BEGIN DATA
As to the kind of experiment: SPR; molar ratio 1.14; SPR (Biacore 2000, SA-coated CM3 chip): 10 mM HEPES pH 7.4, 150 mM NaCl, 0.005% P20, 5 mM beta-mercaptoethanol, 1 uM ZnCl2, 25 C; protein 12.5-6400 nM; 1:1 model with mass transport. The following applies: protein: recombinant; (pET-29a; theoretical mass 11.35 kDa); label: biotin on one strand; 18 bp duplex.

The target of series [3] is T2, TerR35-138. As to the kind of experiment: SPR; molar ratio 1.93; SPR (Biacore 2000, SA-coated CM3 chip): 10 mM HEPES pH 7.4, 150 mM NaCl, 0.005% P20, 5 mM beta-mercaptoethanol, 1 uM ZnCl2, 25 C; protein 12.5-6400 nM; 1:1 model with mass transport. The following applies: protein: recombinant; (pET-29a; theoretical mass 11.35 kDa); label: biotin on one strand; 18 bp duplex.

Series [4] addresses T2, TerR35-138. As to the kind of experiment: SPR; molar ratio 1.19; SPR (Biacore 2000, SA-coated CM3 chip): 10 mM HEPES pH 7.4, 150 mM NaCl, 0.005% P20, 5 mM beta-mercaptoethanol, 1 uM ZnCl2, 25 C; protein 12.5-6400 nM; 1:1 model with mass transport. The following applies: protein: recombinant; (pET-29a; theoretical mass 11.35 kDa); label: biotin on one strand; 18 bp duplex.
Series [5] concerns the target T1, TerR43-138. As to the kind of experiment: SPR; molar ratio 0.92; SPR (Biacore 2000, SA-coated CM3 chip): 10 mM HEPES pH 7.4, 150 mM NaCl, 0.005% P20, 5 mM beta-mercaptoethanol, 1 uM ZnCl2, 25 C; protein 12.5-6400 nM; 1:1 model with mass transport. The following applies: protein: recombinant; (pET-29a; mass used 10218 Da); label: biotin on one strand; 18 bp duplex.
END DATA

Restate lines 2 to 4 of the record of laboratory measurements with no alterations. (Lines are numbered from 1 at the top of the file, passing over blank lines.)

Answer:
The target of series [3] is T2, TerR35-138. As to the kind of experiment: SPR; molar ratio 1.93; SPR (Biacore 2000, SA-coated CM3 chip): 10 mM HEPES pH 7.4, 150 mM NaCl, 0.005% P20, 5 mM beta-mercaptoethanol, 1 uM ZnCl2, 25 C; protein 12.5-6400 nM; 1:1 model with mass transport. The following applies: protein: recombinant; (pET-29a; theoretical mass 11.35 kDa); label: biotin on one strand; 18 bp duplex.

Series [4] addresses T2, TerR35-138. As to the kind of experiment: SPR; molar ratio 1.19; SPR (Biacore 2000, SA-coated CM3 chip): 10 mM HEPES pH 7.4, 150 mM NaCl, 0.005% P20, 5 mM beta-mercaptoethanol, 1 uM ZnCl2, 25 C; protein 12.5-6400 nM; 1:1 model with mass transport. The following applies: protein: recombinant; (pET-29a; theoretical mass 11.35 kDa); label: biotin on one strand; 18 bp duplex.
Series [5] concerns the target T1, TerR43-138. As to the kind of experiment: SPR; molar ratio 0.92; SPR (Biacore 2000, SA-coated CM3 chip): 10 mM HEPES pH 7.4, 150 mM NaCl, 0.005% P20, 5 mM beta-mercaptoethanol, 1 uM ZnCl2, 25 C; protein 12.5-6400 nM; 1:1 model with mass transport. The following applies: protein: recombinant; (pET-29a; mass used 10218 Da); label: biotin on one strand; 18 bp duplex.